Update: added postfixed-with-underscore examples.
I’m currently cleaning up some code. Some people just cannot spell “p-e-p-8” if their lives depended on it, apparently. Luckily I’m civilized so I only threaten with dismemberment.
Look at this gem I just uncovered:
tg_after = instance.filter.technischegegevensfilter_set.exclude( pk=instance.pk).filter( datum_vanaf__gt=instance.datum_vanaf).order_by( 'datum_vanaf')[:1]
Don’t mind about the Dutch in there. Just look at those two filter words in the first two lines. They’re even nicely underneath each other. At least they are now, I first had to fit the 159 characters long line within 78 characters, of course.
In Django, you do sql filtering with
.filter(some_condition=42). That’s not what’s happening in the
first line, though. There’s a foreign key called
filter there! So
filter is the name of a foreign key and the second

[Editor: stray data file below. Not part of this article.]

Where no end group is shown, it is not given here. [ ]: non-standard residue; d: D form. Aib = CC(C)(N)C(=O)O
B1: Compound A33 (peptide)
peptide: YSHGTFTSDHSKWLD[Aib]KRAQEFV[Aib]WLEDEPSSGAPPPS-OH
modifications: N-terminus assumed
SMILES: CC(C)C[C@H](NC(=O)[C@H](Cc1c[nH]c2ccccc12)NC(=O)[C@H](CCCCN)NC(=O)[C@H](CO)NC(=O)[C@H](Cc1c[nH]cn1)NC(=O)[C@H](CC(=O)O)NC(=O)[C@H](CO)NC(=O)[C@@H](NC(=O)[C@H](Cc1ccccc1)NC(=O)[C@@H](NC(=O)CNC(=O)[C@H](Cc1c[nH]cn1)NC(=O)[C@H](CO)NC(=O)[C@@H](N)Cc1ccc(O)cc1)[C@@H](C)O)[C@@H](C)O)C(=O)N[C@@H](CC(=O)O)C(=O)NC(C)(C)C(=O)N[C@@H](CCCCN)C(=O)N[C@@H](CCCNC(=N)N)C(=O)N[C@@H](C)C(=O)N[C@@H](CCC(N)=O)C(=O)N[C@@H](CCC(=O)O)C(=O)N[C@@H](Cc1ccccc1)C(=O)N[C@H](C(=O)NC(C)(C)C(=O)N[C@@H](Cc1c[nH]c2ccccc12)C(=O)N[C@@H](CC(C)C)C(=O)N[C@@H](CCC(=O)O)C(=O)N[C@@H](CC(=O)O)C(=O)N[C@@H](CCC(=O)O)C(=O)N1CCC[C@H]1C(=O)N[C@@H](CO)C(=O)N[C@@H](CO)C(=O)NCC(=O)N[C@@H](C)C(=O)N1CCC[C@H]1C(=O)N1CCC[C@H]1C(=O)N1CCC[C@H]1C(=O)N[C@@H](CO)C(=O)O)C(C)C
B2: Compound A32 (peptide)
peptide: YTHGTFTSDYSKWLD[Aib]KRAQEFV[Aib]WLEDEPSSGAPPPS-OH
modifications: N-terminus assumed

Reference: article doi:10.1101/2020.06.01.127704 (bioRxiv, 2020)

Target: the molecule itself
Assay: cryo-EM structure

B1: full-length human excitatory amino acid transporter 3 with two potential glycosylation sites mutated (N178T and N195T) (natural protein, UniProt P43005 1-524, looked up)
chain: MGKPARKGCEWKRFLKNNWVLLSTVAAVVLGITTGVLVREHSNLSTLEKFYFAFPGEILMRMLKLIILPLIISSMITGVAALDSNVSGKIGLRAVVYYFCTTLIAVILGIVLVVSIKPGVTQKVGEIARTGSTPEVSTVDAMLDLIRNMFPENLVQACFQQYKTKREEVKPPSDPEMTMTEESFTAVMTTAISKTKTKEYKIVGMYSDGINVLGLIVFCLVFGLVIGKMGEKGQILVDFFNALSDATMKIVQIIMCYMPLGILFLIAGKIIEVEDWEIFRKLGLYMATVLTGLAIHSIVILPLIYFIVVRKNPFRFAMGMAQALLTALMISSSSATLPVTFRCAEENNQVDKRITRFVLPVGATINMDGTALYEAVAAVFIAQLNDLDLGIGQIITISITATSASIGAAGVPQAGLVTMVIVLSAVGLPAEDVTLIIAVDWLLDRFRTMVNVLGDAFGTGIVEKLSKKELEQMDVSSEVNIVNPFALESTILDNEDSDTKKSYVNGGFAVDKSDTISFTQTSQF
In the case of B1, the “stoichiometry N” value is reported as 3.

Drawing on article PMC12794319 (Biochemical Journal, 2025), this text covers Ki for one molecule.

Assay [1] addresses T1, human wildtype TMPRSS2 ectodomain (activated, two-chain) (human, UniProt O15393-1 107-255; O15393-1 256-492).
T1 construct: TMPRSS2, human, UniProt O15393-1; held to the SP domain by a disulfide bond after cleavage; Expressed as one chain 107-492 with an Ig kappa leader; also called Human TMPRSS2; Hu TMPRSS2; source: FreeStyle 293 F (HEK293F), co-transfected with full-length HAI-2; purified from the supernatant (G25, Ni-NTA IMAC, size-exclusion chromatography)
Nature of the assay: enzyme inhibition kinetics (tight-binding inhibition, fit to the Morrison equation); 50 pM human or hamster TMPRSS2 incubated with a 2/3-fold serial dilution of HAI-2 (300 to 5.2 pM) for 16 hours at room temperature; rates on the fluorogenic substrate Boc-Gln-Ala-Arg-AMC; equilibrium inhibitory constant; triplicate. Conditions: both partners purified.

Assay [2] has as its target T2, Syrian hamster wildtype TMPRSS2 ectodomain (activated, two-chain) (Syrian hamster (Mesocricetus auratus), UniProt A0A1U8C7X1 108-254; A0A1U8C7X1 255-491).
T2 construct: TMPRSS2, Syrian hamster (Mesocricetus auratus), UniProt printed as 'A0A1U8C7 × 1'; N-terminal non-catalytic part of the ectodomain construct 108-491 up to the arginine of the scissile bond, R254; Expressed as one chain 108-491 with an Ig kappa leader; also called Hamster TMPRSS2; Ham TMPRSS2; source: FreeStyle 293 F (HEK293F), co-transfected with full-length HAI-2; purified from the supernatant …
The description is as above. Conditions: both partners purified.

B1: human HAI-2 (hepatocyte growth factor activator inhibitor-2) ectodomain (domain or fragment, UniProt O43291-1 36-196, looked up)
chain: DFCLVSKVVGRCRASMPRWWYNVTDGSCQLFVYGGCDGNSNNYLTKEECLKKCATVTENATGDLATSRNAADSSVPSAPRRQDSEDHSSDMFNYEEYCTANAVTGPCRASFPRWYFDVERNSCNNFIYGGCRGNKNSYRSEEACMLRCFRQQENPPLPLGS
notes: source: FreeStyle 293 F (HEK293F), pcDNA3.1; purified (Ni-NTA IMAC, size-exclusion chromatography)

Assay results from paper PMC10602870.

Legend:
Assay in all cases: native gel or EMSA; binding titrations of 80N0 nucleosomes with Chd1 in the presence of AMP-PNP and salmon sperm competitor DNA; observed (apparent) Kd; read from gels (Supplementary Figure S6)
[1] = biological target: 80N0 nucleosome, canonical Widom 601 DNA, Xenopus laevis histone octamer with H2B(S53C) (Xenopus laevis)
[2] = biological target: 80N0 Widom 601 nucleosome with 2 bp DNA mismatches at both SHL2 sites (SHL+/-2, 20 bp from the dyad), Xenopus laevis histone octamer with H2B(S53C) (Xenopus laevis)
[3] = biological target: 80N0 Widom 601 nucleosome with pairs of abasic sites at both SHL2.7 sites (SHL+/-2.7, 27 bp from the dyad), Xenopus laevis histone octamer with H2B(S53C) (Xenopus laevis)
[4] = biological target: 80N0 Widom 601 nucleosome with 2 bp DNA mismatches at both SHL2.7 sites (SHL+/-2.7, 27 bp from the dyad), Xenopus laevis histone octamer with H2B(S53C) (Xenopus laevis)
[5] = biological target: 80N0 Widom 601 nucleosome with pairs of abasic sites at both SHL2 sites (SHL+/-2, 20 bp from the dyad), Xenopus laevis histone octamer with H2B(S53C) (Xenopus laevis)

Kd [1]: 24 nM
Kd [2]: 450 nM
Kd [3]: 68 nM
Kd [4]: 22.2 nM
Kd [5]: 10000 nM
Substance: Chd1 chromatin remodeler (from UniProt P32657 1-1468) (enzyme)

filter is the filter method that is used everywhere in Django.
Big confusion. And big chance that someone else that reads the code messes it up somehow.
So… steer clear of common words used in your programming language or framework or whatever. Some examples:
type as an name. Use
station_type or whatever. Only use
type by itself if you
really mean the python build-in. Alternatively you can postfix it
with an underscore, so
class. Either use the often-used
class_ alternative if you want to keep it short. But why not use
css_class if you want to return a css class, for instance?
filter for Django models. Even if you’re modelling
filters that are used for groundwater extraction (as in this
case). Call them
WaterFilter or so.
So… you can now go and fix your code. You’ve got about 45 minutes before I’m ready sharpening my axe.
My name is Reinout van Rees and I work a lot with Python (programming language) and Django (website framework). I live in The Netherlands and I'm happily married to Annie van Rees-Kooiman.
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